Archive for the ‘equality’ Category

LKW v DD -‘equal sharing’ principle

June 20, 2016

In LKW v DD ((2010) 13 HKCFAR 537) the Court of Final Appeal had to deal with the issue of the division of assets between a divorcing couple where the available assets exceeded the parties’ needs. Ribeiro PJ gave the only full judgment.

The principles that govern the making of an ancillary relief order are those contained in section 7 of the Matrimonial Proceedings and Property Ordinance. Given the close structural similarities between it and section 25 of England’s Matrimonial Causes Act 1973 it is unsurprising that Hong Kong’s courts have had regard to the English authorities on section 25 ([11]). Had the applicable principles in Hong Kong changed given the House of Lords decisions in White v White and Miller v Miller and McFarlane v McFarlaneC V C represented the law in Hong Kong before White v White. Wives in ‘big money’ cases got enough to meet their reasonable requirements and any surplus over joint needs went to the husband unless the wife could show that she had ‘earned’ a share in the surplus. The C v C approach was not good law since it gave excessive weight to ‘needs’ / ‘reasonable requirements’ which is only one of the section 7 criteria.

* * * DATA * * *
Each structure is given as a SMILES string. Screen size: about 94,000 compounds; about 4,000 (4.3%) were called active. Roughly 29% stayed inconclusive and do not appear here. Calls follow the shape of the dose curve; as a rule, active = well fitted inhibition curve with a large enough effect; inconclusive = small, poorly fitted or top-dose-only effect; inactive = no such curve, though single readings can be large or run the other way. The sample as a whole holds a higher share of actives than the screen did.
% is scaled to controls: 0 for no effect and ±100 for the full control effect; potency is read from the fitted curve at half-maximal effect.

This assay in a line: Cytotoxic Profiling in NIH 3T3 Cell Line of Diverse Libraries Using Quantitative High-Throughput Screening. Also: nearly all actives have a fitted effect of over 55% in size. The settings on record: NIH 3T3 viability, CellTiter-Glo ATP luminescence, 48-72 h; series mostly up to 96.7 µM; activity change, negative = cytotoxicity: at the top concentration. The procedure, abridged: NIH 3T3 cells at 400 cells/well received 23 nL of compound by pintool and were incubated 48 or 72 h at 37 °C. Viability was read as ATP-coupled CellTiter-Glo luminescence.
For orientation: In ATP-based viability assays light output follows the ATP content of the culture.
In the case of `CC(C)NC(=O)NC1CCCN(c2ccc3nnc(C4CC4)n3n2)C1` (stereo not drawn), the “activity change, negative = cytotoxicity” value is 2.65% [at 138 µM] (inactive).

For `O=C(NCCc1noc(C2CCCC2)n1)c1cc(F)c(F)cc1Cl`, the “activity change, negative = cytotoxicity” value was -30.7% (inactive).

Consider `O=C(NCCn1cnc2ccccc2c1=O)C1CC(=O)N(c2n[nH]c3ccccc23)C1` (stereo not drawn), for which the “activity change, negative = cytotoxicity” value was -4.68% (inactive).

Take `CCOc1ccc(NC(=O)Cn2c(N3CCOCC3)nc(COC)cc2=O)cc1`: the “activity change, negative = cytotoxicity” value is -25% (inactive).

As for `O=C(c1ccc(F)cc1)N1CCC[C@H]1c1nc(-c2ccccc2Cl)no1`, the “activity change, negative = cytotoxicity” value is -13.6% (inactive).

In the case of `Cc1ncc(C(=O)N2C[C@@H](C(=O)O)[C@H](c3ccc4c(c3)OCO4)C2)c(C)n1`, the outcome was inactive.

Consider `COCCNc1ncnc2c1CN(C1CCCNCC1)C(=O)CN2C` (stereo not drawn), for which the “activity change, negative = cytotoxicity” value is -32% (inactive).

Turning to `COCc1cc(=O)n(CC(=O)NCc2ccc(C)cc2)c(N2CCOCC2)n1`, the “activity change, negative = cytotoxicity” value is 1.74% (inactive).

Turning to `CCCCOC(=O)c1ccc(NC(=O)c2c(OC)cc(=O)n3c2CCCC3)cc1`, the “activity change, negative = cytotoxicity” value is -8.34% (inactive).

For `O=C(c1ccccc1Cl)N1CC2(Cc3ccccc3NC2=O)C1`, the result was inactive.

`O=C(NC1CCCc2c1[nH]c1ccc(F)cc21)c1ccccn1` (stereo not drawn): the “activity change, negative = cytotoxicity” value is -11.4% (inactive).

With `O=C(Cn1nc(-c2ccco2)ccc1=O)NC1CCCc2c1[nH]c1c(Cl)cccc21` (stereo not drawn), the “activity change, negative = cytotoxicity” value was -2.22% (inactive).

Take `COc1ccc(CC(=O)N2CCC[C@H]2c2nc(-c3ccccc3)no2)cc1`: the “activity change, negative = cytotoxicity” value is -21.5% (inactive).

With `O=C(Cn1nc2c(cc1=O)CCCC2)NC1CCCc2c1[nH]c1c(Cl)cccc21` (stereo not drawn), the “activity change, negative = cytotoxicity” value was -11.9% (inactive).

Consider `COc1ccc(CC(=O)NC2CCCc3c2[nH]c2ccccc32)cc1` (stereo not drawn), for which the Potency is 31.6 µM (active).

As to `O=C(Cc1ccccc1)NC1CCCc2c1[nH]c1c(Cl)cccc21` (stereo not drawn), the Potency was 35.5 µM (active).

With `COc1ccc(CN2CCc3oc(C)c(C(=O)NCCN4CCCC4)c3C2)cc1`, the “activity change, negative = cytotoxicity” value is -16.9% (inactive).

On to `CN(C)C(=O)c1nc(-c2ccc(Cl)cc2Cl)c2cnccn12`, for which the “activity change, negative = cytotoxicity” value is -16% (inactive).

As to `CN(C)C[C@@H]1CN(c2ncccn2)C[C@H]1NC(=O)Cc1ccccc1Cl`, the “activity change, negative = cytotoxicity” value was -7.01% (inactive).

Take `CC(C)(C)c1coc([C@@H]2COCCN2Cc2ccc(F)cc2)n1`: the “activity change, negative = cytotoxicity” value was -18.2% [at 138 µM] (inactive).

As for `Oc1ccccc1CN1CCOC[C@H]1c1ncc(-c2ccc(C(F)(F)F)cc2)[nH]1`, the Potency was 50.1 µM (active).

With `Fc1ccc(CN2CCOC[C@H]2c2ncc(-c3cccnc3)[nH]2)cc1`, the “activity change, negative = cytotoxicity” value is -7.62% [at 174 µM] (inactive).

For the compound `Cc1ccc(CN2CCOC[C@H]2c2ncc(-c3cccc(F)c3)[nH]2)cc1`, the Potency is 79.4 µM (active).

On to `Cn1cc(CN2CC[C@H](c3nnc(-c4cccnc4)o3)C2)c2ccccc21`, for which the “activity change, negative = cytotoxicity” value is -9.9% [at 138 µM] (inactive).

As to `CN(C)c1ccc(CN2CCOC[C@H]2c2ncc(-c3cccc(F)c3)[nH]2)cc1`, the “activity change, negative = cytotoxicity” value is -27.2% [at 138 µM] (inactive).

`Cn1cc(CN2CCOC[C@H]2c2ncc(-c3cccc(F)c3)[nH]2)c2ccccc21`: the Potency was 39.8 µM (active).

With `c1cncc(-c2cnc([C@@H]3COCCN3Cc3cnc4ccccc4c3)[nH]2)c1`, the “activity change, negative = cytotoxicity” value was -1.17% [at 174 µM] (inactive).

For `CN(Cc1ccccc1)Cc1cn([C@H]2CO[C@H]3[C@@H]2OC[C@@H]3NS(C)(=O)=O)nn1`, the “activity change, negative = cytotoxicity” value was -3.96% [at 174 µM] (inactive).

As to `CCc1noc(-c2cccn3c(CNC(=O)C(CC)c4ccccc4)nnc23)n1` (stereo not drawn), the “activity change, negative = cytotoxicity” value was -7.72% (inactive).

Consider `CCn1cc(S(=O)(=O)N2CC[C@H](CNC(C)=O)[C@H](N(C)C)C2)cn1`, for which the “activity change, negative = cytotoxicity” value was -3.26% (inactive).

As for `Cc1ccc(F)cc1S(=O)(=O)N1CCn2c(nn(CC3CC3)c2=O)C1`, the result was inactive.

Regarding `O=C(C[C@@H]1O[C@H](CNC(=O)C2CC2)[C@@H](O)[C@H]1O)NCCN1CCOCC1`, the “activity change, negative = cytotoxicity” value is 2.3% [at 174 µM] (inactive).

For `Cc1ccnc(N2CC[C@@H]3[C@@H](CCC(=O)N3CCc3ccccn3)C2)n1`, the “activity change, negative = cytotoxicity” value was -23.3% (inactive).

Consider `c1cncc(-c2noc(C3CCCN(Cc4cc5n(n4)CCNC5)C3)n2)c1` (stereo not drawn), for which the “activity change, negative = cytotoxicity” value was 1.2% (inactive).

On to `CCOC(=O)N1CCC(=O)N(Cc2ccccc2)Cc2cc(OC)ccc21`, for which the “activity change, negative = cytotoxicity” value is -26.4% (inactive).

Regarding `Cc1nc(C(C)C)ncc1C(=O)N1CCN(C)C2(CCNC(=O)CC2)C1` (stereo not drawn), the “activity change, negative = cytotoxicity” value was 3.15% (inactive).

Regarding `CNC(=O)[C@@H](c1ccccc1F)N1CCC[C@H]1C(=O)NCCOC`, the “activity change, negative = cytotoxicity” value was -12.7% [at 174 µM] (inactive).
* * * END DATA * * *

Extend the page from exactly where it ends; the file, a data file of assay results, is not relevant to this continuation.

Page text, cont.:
The overarching requirement is to achieve a fair solution:

‘what is fair treatment upon the dissolution of a marriage involves concepts which ‘change from one generation to the next’ and the values underlying C v C do not reflect elementary notions of fairness as between husband and wife in present day Hong Kong. To confine a non-working wife’s award to the sum needed to meet her “reasonable requirements” and to permit the husband to keep the remaining assets is patently unfair and discriminatory’ ([28]).